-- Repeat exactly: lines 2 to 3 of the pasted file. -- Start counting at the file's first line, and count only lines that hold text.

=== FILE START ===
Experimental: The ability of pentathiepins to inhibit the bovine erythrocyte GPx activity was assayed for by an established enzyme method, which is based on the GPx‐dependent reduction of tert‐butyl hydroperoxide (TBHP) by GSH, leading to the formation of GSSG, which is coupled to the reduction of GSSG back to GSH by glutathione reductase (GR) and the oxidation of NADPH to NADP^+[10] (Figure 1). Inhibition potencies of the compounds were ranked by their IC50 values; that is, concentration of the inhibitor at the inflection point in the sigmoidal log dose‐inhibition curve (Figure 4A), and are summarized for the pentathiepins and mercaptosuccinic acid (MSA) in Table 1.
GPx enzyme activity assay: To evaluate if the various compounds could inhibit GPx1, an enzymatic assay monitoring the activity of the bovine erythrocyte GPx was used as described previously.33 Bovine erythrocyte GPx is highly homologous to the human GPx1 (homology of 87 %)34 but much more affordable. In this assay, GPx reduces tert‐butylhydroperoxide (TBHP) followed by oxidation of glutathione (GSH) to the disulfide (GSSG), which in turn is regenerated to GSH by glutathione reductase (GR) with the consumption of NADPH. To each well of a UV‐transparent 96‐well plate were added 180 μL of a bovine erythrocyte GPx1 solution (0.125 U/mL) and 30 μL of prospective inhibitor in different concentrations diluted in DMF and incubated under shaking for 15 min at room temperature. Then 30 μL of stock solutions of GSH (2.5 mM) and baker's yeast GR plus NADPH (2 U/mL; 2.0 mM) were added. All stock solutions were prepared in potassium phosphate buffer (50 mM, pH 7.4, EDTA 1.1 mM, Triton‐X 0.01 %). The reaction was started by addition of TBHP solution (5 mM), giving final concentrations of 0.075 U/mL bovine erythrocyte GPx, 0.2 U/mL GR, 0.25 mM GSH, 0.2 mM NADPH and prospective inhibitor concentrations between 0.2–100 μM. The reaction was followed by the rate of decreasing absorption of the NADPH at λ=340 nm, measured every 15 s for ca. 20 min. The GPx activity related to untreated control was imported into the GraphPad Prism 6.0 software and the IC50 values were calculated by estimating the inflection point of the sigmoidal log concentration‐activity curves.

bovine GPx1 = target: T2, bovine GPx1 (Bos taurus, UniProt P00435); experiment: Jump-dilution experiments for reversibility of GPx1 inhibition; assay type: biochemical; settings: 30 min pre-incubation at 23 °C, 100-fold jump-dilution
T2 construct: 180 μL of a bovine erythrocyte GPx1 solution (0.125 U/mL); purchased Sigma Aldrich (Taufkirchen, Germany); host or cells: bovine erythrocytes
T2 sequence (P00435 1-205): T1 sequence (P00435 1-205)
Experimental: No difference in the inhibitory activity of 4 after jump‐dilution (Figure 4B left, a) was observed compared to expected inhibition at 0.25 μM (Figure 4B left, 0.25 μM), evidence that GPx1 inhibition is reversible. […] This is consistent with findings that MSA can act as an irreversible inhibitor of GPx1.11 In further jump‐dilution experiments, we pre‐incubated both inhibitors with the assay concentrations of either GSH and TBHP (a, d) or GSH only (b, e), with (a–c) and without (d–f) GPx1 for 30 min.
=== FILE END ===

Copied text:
GPx enzyme activity assay: To evaluate if the various compounds could inhibit GPx1, an enzymatic assay monitoring the activity of the bovine erythrocyte GPx was used as described previously.33 Bovine erythrocyte GPx is highly homologous to the human GPx1 (homology of 87 %)34 but much more affordable. In this assay, GPx reduces tert‐butylhydroperoxide (TBHP) followed by oxidation of glutathione (GSH) to the disulfide (GSSG), which in turn is regenerated to GSH by glutathione reductase (GR) with the consumption of NADPH. To each well of a UV‐transparent 96‐well plate were added 180 μL of a bovine erythrocyte GPx1 solution (0.125 U/mL) and 30 μL of prospective inhibitor in different concentrations diluted in DMF and incubated under shaking for 15 min at room temperature. Then 30 μL of stock solutions of GSH (2.5 mM) and baker's yeast GR plus NADPH (2 U/mL; 2.0 mM) were added. All stock solutions were prepared in potassium phosphate buffer (50 mM, pH 7.4, EDTA 1.1 mM, Triton‐X 0.01 %). The reaction was started by addition of TBHP solution (5 mM), giving final concentrations of 0.075 U/mL bovine erythrocyte GPx, 0.2 U/mL GR, 0.25 mM GSH, 0.2 mM NADPH and prospective inhibitor concentrations between 0.2–100 μM. The reaction was followed by the rate of decreasing absorption of the NADPH at λ=340 nm, measured every 15 s for ca. 20 min. The GPx activity related to untreated control was imported into the GraphPad Prism 6.0 software and the IC50 values were calculated by estimating the inflection point of the sigmoidal log concentration‐activity curves.

bovine GPx1 = target: T2, bovine GPx1 (Bos taurus, UniProt P00435); experiment: Jump-dilution experiments for reversibility of GPx1 inhibition; assay type: biochemical; settings: 30 min pre-incubation at 23 °C, 100-fold jump-dilution